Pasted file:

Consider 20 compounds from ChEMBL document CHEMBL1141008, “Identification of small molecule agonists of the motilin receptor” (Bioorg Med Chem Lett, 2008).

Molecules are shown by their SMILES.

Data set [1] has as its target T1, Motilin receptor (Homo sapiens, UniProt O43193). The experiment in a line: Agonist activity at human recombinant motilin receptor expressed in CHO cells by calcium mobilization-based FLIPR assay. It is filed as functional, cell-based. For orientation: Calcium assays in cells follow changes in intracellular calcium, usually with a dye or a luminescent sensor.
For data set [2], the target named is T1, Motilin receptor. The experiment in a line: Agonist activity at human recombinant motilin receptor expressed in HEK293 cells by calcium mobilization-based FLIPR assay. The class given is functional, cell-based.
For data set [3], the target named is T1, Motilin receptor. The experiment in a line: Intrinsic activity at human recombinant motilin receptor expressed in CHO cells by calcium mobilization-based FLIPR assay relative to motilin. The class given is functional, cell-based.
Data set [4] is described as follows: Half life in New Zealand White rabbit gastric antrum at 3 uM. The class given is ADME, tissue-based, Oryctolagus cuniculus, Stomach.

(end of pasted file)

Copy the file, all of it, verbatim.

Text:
Consider 20 compounds from ChEMBL document CHEMBL1141008, “Identification of small molecule agonists of the motilin receptor” (Bioorg Med Chem Lett, 2008).

Molecules are shown by their SMILES.

Data set [1] has as its target T1, Motilin receptor (Homo sapiens, UniProt O43193). The experiment in a line: Agonist activity at human recombinant motilin receptor expressed in CHO cells by calcium mobilization-based FLIPR assay. It is filed as functional, cell-based. For orientation: Calcium assays in cells follow changes in intracellular calcium, usually with a dye or a luminescent sensor.
For data set [2], the target named is T1, Motilin receptor. The experiment in a line: Agonist activity at human recombinant motilin receptor expressed in HEK293 cells by calcium mobilization-based FLIPR assay. The class given is functional, cell-based.
For data set [3], the target named is T1, Motilin receptor. The experiment in a line: Intrinsic activity at human recombinant motilin receptor expressed in CHO cells by calcium mobilization-based FLIPR assay relative to motilin. The class given is functional, cell-based.
Data set [4] is described as follows: Half life in New Zealand White rabbit gastric antrum at 3 uM. The class given is ADME, tissue-based, Oryctolagus cuniculus, Stomach.